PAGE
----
Clean Line officials said Dec. 22 the timing of the Illinois court case and a schedule set out by the Iowa Utilities Board led the company to the withdrawal. “Under the IUB’s timeline, we would have been required in January to identify specific parcels for eminent domain application in several counties, and we did not wish to do that at this point,” Clean Line Energy Vice President Hans Detweiler said in an email. “We prefer to get resolution of the Illinois approval first, and then revisit the Iowa process.”
Bloomberg’s Chris Martin reports on the declining cost in producing solar energy and his outlook for the coal industry. He speaks on “Bloomberg Technology.”
Given the rather bleak economic forecasts coming out of USDA, it is important for policy makers to understand that any effort to scale back or thwart the continued growth of renewable energy production will only exacerbate these conditions and economically disadvantage a segment of the electorate that helped shape the outcome of the 2016 presidential election.
Electricity prices from Boston to Dallas sank to their lowest levels ever in 2016, presenting new challenges for generators more than a decade after the industry was deregulated. Power prices plunged this year as cheap natural gas cut fuel costs, and wind and solar alternatives came online. Consumers also used less electricity for the second straight year, despite a summer heat wave, amid an industrial slowdown and growing awareness among households and businesses of ways to boost energy efficiency, according to government estimates.
The 50-year license from the Federal Energy Regulatory Commission allows Absaroka Energy, of Bozeman, Montana, to construct and operate the project on a 177-acre site near the tiny town of Martinsdale, home to fewer than 100 people. The facility called the Gordon Butte Pumped Storage Project would use excess power produced by wind farms or other sources to pump water uphill to a 3,000-foot long reservoir, according to the license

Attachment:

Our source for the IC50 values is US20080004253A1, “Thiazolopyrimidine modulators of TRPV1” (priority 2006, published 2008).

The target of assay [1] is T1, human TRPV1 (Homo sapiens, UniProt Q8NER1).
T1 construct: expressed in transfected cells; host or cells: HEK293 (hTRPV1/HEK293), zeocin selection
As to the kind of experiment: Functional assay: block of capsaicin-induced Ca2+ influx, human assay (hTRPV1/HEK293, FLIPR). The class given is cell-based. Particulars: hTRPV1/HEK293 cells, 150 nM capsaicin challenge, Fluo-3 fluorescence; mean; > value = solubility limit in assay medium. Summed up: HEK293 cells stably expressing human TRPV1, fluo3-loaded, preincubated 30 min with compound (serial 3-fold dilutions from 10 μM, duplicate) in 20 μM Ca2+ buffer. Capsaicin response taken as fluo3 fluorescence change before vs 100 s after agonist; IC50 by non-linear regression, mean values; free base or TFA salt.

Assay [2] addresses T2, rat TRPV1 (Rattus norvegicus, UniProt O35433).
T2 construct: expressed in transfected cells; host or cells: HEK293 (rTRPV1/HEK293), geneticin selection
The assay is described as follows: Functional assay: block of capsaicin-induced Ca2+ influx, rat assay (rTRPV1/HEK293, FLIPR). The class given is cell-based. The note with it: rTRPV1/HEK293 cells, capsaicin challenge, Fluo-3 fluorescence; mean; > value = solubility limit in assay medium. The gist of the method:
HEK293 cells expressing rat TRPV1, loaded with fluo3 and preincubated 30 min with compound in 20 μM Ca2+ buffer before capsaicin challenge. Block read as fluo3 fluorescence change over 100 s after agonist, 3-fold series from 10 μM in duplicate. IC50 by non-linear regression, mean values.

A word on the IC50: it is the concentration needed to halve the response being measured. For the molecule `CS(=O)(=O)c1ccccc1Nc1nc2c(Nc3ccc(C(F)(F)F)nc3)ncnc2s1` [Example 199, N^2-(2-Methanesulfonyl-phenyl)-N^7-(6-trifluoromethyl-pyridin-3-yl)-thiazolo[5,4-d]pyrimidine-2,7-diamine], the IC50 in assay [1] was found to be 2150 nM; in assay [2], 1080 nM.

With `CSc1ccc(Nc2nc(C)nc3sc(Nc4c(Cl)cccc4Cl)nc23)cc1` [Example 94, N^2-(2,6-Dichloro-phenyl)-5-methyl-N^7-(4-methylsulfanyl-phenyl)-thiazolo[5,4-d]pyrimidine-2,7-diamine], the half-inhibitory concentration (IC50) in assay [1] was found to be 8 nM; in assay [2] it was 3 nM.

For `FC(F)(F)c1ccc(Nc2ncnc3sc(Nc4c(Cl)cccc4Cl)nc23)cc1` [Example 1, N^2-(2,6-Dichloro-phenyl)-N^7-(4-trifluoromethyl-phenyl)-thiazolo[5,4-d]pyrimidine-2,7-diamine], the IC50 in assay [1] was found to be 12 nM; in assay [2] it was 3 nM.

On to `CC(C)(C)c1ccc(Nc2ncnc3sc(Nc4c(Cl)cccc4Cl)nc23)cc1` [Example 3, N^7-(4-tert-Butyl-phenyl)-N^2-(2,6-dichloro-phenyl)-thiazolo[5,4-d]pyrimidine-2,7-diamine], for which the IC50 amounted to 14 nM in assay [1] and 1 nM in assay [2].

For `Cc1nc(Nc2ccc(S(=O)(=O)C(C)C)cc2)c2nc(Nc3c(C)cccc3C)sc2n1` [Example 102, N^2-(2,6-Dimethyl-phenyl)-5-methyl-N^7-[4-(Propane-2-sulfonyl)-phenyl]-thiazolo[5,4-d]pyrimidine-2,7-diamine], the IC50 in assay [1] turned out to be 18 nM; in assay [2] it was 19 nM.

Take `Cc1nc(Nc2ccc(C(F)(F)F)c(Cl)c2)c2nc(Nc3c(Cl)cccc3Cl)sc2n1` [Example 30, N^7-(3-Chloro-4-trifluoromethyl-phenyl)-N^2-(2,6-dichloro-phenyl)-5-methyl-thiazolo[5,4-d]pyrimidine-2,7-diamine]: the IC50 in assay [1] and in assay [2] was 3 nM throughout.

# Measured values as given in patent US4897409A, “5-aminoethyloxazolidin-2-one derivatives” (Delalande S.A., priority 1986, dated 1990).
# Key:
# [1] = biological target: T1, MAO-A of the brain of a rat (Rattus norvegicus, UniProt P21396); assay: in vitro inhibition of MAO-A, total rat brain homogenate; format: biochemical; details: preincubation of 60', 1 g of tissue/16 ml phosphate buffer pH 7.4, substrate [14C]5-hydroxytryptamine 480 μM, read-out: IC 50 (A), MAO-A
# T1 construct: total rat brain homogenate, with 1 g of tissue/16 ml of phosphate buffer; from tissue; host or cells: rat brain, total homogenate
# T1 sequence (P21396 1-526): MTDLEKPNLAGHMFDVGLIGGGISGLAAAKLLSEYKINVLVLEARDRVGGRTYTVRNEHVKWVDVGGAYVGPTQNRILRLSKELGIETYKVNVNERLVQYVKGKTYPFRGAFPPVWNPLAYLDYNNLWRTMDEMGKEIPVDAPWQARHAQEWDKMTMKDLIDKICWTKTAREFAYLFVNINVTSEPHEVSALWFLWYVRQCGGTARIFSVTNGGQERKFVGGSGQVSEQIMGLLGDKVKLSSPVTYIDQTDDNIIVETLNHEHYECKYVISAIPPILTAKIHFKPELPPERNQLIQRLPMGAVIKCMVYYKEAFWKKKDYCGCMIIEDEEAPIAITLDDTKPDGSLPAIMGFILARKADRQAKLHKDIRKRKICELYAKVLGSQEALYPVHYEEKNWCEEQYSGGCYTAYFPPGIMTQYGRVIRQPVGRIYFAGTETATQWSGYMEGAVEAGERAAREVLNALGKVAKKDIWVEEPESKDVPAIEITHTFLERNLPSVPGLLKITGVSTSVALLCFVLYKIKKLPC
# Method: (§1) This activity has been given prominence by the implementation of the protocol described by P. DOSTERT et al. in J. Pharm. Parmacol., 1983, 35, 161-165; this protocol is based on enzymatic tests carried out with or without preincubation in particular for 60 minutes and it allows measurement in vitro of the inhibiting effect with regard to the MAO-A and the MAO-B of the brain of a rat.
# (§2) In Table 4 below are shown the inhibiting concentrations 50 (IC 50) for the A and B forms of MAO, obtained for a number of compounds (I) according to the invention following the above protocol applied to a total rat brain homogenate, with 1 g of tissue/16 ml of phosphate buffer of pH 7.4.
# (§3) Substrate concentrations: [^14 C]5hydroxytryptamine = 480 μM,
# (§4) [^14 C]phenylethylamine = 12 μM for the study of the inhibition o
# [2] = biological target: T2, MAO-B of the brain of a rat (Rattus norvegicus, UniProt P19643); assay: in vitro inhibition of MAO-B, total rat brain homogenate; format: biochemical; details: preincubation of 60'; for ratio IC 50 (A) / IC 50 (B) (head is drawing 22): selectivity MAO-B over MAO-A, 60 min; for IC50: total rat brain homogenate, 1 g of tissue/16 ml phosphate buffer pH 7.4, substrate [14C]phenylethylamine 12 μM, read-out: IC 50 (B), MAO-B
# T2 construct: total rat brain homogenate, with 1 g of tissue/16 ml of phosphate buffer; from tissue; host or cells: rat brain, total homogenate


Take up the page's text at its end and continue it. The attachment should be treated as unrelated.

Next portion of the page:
Iowa’s new energy strategy envisions electric car-charging stations across the state, anaerobic digesters that turn animal waste to energy, and top state and federal researchers finding ways to store wind and solar energy. Lt. Gov. Kim Reynolds released the broad energy report Wednesday that looks at Iowa’s energy needs over the next decade. It provided 45 recommendations ranging from modernizing the state’s electric power grid to improving state tax credits for solar energy.
Each wind turbine spinning on the Iowa skyline stands on reams of legal paperwork spelling out in fine detail the property rights of all those involved — from rural landowners to the developers involved in building the project. Before many of the approximately 3,700 turbines dotting Iowa’s fields and prairies went up, Des Moines real estate attorney Kathleen Law drafted those documents, sometimes working the phones to answer questions from farmers about the effects wind farms might have on their crops and livestock.
“California can make a significant contribution to advancing the cause of dealing with climate change, irrespective of what goes on in Washington,” Mr. Brown said in an interview. “I wouldn’t underestimate California’s resolve if everything moves in this extreme climate denial direction. Yes, we will take action.”
Solar power is now cheaper than coal in some parts of the world. In less than a decade, it’s likely to be the lowest-cost option almost everywhere. In 2016, countries from Chile to the United Arab Emirates broke records with deals to generate electricity from sunshine for less than 3 cents a kilowatt-hour, half the average global cost of coal power. Now, Saudi Arabia, Jordan and Mexico are planning auctions and tenders for this year, aiming to drop prices even further. Taking advantage: Companies such as Italy’s Enel SpA and Dublin’s Mainstream Renewable Power, who gained experienced in Europe and now seek new markets abroad as subsidies dry up at home.
Company CEO Chris Wissemann said Fishermen’s Energy hopes a last-ditch effort to secure a power deal will succeed. But if it doesn’t, he says the company will wait until New Jersey officials adopt friendlier policies toward wind energy development. “We sincerely appreciate the support of the DOE over the past few years seeking to drive down the cost of offshore wind and bring this job intensive industry to the U.S.,” he told the AP on Tuesday. “We will continue to seek a customer for our power so that we can eventually build the project, hopefully working with the DOE. We have a short period of time to complete a Hail Mary pass.